x Abu Dhabi, UAEWednesday 17 January 2018

GT1 season kicks off at Yas tomorrow

Former F1 driver Karl Wendlinger expects fellow competitors to push the limits at the 'long straights and challenging corners' of the Yas Marina Circuit.

Eighteen cars will take part in the opening race of the second year of the GT1 Championship at the Yas Marina Circuit.
Eighteen cars will take part in the opening race of the second year of the GT1 Championship at the Yas Marina Circuit.

ABU DHABI // When Fernando Alonso watched his title dreams disappear as he followed Vitaly Petrov's Renault for more than 30 laps during the Abu Dhabi Formula One Grand Prix in November, many pundits claimed the reason the much faster Ferrari had been unable to pass had been because overtaking at the Yas Marina Circuit was too difficult.

But that is not a sentiment you will find many of the FIA GT1 Championship drivers agreeing with.

The sports car series, which was created last year and had its opening race at Yas Marina, proved a success with plenty of overtaking and brave driving from the grid.

This year's championship is being staged in Abu Dhabi again, with qualifying at Yas Marina today and the race taking place tomorrow evening.

Karl Wendlinger, the Austrian former F1 driver who competed last year and is again driving for Swiss Racing this year, is relishing racing at Yas Marina, saying he is a big fan of the circuit.

"I do like the track a lot," the 42-year-old former GT champion said. "It has long straights and challenging corners so it is a track that does test the drivers and the cars and as we saw in the race last year there was lots of overtaking and people pushing to the limit so there is a lot to like about the place."

The GT1 Championship was a massive step in a new direction for GT racing, which is more commonly known for endurance races lasting up to four hours.

The new series sees the race compacted down to just one hour, with a mandatory driver change ensuring the multiple driver aspect of the series is maintained.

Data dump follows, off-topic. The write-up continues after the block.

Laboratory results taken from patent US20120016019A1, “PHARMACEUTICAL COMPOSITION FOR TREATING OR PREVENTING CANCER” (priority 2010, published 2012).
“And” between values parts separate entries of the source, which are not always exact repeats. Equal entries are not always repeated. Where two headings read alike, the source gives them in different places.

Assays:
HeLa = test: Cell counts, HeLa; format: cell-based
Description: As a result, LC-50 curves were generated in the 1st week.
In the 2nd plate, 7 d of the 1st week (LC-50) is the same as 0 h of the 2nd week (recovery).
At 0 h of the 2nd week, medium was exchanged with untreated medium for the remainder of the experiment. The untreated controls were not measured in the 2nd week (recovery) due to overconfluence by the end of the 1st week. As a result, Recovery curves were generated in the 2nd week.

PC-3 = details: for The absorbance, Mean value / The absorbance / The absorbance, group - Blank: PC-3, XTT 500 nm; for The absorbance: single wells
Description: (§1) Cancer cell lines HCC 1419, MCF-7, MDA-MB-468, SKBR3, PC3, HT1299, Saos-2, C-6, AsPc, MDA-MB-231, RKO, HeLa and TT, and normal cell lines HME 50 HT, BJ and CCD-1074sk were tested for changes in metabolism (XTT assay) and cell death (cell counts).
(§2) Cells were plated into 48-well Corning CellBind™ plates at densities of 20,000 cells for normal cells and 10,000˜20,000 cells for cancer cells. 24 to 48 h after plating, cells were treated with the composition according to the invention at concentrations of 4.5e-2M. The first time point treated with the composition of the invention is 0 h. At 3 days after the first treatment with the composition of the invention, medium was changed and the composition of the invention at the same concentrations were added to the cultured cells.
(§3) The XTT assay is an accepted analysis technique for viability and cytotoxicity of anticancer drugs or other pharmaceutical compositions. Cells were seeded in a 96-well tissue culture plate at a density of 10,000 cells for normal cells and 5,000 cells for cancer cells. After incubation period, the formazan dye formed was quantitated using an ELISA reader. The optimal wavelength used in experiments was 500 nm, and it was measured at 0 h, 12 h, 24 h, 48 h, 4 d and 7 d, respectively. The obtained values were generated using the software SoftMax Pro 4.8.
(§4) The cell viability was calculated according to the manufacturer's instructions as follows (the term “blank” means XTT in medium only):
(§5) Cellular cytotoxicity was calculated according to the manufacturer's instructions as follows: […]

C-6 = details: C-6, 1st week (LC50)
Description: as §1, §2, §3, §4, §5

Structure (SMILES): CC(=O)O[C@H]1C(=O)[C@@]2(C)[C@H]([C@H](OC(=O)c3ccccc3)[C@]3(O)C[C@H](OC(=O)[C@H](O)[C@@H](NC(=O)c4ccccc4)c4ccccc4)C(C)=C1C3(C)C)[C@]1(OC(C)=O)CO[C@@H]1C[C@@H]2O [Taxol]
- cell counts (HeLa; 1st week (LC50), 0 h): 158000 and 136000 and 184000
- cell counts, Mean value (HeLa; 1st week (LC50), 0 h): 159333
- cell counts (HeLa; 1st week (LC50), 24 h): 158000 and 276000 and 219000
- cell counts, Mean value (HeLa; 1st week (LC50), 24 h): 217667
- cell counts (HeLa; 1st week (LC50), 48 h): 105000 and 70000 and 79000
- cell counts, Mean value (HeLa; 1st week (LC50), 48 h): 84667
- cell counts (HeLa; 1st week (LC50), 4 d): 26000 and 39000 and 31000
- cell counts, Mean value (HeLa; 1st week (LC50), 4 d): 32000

Wendlinger, who is partnered with Peter Kox, the Dutch driver, for this weekend's race, said he enjoyed last year's championship and does not feel it has moved too far away from the sport's origins.

"Last year was good and I think the racing was good," he said.

"You still have two drivers in a car, but with only an hour to race the pressure is on to get on with it and it makes race position more important.

"It has led to a few more bumps on the track which while not ideal does make it more exciting and a good spectacle for people watching.

"I think it will be similar racing again this season and I think it will be good entertainment for the people who watch in the stands and on television."

Wendlinger did not have the best of times in the series last year, scoring just two points compared to the 138 points scored by Michael Bartels and Andrea Bertolini, the 2010 champions, but he is optimistic a change from a Nissan to a Lamborghini this season will move him up the field.

"Last season we were not competitive enough, there is no doubt," he said. "We are hoping to be quicker this season and hopefully using the Lambo will work well."

Wendlinger's hopes do not seem to be misplaced as he and Kox were a promising seventh quickest in Wednesday's test session at Yas Marina, albeit two seconds off the pace of the pacesetting Marcus Winkelhock and Marc Basseng in their All-Inkl.com Motorsport Lamborghini.

Eighteen cars are due to compete this weekend, representing 10 teams and five manufacturers.

There are 10 rounds in the championship with the final round in December in San Luis, Argentina.

 

gcaygill@thenational.ae